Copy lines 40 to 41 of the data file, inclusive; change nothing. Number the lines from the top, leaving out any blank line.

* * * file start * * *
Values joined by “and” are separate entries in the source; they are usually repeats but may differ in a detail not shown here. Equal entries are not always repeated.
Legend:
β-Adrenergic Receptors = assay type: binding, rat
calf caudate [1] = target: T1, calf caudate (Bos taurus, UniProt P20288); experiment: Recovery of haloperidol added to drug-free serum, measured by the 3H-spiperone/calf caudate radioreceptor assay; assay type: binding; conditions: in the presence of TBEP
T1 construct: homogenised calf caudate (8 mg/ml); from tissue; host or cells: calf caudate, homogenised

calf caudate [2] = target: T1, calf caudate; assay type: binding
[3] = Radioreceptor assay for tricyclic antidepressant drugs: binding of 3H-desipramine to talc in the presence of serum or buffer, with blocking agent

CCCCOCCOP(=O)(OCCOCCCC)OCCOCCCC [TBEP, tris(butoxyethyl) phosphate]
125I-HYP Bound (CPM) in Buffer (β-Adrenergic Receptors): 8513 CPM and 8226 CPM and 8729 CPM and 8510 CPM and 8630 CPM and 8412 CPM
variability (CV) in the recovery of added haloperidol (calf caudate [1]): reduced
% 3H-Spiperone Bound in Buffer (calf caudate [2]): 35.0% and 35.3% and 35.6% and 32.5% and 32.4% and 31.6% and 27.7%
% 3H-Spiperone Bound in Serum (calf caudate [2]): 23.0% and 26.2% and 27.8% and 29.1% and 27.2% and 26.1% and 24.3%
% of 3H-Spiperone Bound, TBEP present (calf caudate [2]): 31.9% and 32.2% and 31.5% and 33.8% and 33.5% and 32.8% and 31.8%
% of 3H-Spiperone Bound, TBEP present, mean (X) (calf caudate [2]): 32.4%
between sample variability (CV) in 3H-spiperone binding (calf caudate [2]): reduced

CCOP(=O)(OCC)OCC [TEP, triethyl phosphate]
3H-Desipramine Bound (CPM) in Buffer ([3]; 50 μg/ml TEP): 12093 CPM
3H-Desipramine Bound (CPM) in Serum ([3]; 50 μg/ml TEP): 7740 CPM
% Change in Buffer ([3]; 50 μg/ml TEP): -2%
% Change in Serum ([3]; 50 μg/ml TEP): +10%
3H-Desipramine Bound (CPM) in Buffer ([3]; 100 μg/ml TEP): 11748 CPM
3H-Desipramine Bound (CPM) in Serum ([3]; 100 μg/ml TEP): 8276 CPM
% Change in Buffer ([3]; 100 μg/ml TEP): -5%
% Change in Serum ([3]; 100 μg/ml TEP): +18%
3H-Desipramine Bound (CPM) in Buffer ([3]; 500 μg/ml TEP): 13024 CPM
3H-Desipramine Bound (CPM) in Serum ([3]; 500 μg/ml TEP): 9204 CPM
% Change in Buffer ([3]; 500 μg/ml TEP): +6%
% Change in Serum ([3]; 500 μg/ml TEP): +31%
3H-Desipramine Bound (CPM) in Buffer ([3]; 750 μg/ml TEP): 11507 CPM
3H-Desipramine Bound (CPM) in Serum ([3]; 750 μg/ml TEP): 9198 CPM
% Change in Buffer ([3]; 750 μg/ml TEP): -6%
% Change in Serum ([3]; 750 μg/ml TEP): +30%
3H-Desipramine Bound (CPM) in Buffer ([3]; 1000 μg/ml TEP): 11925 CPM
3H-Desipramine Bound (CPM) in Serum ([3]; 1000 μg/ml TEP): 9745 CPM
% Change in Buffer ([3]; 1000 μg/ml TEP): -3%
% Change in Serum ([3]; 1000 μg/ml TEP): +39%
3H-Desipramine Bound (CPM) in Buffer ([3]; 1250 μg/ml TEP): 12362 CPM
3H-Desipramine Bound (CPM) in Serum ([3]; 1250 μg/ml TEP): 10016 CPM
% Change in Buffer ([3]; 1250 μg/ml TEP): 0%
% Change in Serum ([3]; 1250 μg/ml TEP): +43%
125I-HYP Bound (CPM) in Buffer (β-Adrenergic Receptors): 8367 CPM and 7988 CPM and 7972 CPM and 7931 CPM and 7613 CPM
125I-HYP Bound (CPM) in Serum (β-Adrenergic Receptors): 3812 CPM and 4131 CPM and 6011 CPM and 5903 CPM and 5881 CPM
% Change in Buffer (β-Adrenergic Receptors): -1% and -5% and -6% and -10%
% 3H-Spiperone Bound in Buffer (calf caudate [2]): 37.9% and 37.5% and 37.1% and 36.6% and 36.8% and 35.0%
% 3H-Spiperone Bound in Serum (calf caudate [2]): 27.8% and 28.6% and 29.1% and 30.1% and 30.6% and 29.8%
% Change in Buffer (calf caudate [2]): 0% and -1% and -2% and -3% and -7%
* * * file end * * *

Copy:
% Change in Serum ([3]; 1250 μg/ml TEP): +43%
125I-HYP Bound (CPM) in Buffer (β-Adrenergic Receptors): 8367 CPM and 7988 CPM and 7972 CPM and 7931 CPM and 7613 CPM